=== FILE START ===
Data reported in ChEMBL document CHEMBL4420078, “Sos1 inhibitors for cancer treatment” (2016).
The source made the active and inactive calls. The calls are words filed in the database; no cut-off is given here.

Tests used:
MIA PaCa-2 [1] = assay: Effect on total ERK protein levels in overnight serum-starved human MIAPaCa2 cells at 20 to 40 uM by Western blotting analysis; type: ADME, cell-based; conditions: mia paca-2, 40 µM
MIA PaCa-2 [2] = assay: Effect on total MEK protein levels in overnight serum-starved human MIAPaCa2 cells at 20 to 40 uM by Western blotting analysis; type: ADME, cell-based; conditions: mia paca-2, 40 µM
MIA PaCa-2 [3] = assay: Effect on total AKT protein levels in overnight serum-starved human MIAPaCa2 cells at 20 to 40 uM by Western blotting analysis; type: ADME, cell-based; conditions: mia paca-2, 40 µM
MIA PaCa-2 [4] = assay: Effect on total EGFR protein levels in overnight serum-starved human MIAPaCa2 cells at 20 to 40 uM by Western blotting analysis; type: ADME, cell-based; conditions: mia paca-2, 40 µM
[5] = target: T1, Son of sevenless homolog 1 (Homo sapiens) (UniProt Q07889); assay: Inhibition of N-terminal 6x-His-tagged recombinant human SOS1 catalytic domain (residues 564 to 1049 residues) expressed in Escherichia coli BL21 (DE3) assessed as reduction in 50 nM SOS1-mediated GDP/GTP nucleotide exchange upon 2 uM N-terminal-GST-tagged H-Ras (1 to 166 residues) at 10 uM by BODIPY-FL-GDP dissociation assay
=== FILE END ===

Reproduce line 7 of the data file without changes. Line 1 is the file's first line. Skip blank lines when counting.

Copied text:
MIA PaCa-2 [4] = assay: Effect on total EGFR protein levels in overnight serum-starved human MIAPaCa2 cells at 20 to 40 uM by Western blotting analysis; type: ADME, cell-based; conditions: mia paca-2, 40 µM